THE BLOG
08/14/2013 10:17 am ET Updated Oct 14, 2013

The Buddhist Priest and I: Practice for Next Generation

We ask a lot of questions, don't settle for too easy answers. Catherine Toldi and I share friendship and deep roots. She's a high-energy person, works hard, spends valuable time in spiritual retreats, and is a Zen priest in the lineage of Suzuki Roshi. For the past 30 years she's worked as a professional faciliator and trainer in Santa Cruz, Calif.

She's fully aware that people tend to make mistakes, push each other's buttons, and get stuck in painful conflicts. This, of course, is incredibly close to my own experience as an Episcopal priest and writer. We're both aware there's no guarantee that we'll always respond with generosity or wisdom when we're under duress and sharply provoked. We're human. So we're not perfect. What can we do? Catherine suggests activating a willingness to grow and learn together "right in the middle of the mess."

This makes great sense to me. I'm aware that religion and spirituality can easily get mixed up with personal ambition and unrestrained egos. Or can become enmeshed in parodies of controversy that signal (in Catherine's words) "Something's wrong. This shouldn't be happening. It must be somebody's fault. These people are such a mess!"

What can any of us do when confronted by such reality? Catherine wisely suggests: "I need to relax the grip of who I think you are -- yesterday's dreams -- and take the risk to meet the actual you."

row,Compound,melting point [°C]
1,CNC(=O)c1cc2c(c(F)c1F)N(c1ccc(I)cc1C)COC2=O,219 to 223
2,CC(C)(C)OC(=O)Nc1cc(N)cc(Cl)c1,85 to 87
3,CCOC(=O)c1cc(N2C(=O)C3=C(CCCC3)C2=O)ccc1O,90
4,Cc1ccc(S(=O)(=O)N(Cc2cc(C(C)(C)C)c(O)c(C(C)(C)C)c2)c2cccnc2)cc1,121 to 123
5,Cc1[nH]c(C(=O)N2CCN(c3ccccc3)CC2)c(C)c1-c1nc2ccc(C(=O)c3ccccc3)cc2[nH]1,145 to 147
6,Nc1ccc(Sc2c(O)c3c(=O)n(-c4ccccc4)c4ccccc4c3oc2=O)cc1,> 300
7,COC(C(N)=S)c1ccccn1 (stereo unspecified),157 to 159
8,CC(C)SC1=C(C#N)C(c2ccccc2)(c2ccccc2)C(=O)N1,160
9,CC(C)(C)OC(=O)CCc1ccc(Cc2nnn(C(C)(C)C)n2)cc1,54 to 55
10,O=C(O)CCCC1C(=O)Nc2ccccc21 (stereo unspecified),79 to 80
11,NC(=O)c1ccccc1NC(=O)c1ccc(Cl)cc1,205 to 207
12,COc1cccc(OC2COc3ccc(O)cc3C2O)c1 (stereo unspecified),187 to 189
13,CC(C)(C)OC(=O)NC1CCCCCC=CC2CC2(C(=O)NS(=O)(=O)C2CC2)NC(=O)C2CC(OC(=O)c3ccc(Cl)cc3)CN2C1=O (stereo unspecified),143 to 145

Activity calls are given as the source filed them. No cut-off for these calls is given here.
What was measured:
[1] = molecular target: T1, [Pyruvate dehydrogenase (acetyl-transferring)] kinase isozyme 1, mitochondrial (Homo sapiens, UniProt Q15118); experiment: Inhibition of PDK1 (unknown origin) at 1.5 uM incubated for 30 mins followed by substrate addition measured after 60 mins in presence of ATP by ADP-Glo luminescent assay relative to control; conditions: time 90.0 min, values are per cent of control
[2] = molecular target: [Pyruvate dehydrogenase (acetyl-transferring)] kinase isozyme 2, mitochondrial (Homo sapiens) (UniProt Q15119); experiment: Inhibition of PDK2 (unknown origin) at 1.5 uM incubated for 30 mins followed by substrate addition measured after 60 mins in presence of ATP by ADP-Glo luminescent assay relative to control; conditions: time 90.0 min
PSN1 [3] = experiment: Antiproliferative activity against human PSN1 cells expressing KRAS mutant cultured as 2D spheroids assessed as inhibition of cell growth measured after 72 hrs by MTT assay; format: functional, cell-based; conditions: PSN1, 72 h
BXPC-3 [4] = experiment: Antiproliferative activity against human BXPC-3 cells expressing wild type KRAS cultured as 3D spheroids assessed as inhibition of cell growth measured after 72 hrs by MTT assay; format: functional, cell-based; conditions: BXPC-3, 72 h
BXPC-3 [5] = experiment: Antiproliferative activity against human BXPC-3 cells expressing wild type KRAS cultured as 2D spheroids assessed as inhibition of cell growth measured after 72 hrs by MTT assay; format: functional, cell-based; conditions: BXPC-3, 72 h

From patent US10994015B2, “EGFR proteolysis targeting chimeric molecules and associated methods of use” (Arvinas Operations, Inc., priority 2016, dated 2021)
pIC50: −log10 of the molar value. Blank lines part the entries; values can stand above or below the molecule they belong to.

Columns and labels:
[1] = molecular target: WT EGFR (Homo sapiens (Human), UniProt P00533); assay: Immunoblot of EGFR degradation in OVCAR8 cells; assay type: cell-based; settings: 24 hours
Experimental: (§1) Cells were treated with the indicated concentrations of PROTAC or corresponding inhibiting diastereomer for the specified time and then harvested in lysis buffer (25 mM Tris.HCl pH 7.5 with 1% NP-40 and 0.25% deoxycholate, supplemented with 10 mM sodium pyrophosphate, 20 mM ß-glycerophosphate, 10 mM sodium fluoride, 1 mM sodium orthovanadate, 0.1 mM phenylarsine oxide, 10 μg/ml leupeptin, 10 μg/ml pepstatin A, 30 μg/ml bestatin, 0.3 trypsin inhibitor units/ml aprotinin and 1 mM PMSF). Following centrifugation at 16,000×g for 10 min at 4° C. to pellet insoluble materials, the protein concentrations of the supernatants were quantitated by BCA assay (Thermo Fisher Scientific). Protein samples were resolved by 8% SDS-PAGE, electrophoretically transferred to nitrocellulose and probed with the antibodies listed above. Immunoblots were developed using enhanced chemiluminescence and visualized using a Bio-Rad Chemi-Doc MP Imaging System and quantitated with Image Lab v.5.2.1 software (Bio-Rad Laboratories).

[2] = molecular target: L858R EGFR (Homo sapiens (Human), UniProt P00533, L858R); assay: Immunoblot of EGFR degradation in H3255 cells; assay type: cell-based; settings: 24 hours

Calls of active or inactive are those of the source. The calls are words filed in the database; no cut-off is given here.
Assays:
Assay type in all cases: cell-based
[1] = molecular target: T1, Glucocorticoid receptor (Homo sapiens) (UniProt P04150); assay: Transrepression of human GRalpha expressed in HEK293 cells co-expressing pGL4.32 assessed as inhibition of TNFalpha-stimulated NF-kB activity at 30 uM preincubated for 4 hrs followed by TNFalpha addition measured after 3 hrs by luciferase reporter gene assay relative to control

I've experienced this dilemma in my own life. Catherine stresses that working through tough issues involves our inescapably making mistakes over and over again. In other words, perfection is not an honest or realistic expectation. I like Catherine's suggestion that maybe we can come to the realization we've co-created the mess. Maybe it's our very intimacy -- however painful -- that can open us to a path of liberation.

Of course, when religion or spirituality are mired by faults and failures and shortcomings, this is the precise moment for them to wake up and become true to their professed nature.

At 60, Catherine keeps growing. Prayer is very real for her. So is taking care of her health, generating fresh ideas, listening to people instead of simply talking to them. In the Summer 2013 issue of "Buddhadharma; The Practitioner's Quarterly" Catherine writes a piece that somehow sums up her thoughts and feelings:

In my most desperate moments, what's ultimately brought me back is the recognition that I'm practicing for the next generation. This priceless gift of the buddhadharma comes to us through the effort of those who have gone before, from all the times when our ancestors, new and old, let themselves be polished against each other -- in work, in struggle, in laughter, in tears.

Thank you, Catherine, for your brave struggle, your fine example, your innate sense of humor, your willingness to live with passion.